Batak Region of West central Sumatra, Aceh

Growing altitude

750-1,500 meters above sea level

Arabica variety

Catimor, Typica

Harvest period


Milling process

Giling Bassah (wet-hulled), sundried


Slightly Earthy


Herbal, Chocolate, Earthy, Woody, Spicy







Jenna Kellso
Jenna Kellso

Also in Sagebrush Coffee Education

El Salvador, Where Economic Success is Fueled By Coffee
El Salvador, Where Economic Success is Fueled By Coffee

by Matthew Kellso September 20, 2019 3 min read

Although the smallest of the Latin American countries, El Salvador produces incredible, high-grade coffee beans. For more than a century, coffee production has increased economic growth and is considered a pinnacle in El Salvadoran history. Coffee harvesting began in the 19th century as a domestic indulgence. By the mid-century, it became a commercial product and with the help of the government and legislative tax breaks for farmers, coffee production grew rapidly, ultimately becoming the country’s primary export crop. El Salvadoran coffee production developed without the technical and financial assistance used by their nearby competitors, such as Guatemala and Costa Rica. Nonetheless, El Salvador became one of the most competent coffee producers in the world.
Read More
The Success & Struggles of Growing Coffee in Your Backyard
The Success & Struggles of Growing Coffee in Your Backyard

by Matthew Kellso September 13, 2019 5 min read

     When I began this coffee business, my goal was to reveal the wonders and incredible flavors of specialty coffee. I originally only shared with family and friends, but the business bloomed, and I was lucky enough to send roasted beans to coffee connoisseurs all over the United States. My day is always made when I receive positive messages from customers. They often say how much they enjoy the nuances and enhanced flavor notes of my coffee. An email recently appeared in my inbox from a longtime customer that reminded me why coffee is more than just a delicious cup.  The meticulous process of producing even a single cup of coffee is often overlooked. Coffee in all of its stages instills patience, perseverance, and a sense of community. This email was a refreshing reminder of that, and with his permission, I am happy to share his story with you...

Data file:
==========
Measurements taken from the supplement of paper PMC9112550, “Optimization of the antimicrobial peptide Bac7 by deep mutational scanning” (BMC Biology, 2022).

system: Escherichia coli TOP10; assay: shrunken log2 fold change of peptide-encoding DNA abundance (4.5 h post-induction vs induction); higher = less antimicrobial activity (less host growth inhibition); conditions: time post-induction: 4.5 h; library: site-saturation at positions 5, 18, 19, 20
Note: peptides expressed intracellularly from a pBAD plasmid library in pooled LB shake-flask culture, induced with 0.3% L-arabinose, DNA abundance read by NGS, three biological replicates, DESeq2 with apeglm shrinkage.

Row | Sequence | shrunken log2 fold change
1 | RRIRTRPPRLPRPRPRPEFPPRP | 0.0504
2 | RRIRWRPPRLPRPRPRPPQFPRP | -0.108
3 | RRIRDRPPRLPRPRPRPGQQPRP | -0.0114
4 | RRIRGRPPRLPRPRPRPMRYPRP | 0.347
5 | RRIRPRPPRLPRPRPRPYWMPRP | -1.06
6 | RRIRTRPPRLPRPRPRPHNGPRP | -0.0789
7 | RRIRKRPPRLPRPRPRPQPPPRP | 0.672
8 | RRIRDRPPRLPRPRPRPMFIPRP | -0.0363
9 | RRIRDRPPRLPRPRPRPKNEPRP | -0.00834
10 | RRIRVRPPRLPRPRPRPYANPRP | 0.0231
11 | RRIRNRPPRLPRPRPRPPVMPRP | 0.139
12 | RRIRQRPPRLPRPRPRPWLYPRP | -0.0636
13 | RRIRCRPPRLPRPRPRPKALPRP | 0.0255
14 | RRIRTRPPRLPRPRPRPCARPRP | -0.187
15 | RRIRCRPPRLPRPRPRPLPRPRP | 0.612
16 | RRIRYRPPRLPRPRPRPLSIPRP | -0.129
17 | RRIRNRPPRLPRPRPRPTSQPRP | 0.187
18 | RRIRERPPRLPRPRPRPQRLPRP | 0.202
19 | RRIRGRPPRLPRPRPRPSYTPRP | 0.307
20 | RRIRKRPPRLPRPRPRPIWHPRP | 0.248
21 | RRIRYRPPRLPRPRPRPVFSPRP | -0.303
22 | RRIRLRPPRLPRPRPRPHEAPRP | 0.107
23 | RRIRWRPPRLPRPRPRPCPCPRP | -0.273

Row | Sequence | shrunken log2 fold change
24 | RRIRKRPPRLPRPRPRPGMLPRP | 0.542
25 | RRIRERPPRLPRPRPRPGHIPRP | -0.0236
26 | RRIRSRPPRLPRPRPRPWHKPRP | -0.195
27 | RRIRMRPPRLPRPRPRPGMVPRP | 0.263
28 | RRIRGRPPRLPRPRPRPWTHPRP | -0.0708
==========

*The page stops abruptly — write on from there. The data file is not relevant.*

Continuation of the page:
Read More
Costa Rica is Known for Beautiful Beaches, Rainforests, and High-Quality Coffee
Costa Rica is Known for Beautiful Beaches, Rainforests, and High-Quality Coffee

by Matthew Kellso August 30, 2019 3 min read

Costa Rica has been known for its high-grade coffee for many decades. With roughly 14 million bags of coffee leaving the country every year, coffee fuels the economy in Costa Rica. With being the only nation in the world to ban all other variety of beans but Arabica, it insures only the finest product is leaving its shores.
Read More

Join Our Over 10k Subscribers!

Coffee Grinds Explained

We currently offer 4 different coffee grind levels.  Listed below with descriptions.

Whole Bean: Unground coffee for a home grinder.

Coarse: Think sugar in the raw, maybe more coarse, recommended for Chemex Brewer, French Press, Cold Brew

Medium: Slightly coarser than table salt, recommended for Metal Kone filters, Flat bottom brewers including Kalitta, Cloth filters

Fine:  Slightly finer than table salt, recommended for V60 pour overs, Cone filter coffee pots, Moka Pot, Aeropress.

Extra Fine: Like powdered sugar, recommended for Espresso.

If at all possible, we recommend grinding at home. We prefer Baratza coffee grinders and offer several of their models for sale. Click here to shop for one of their brewers.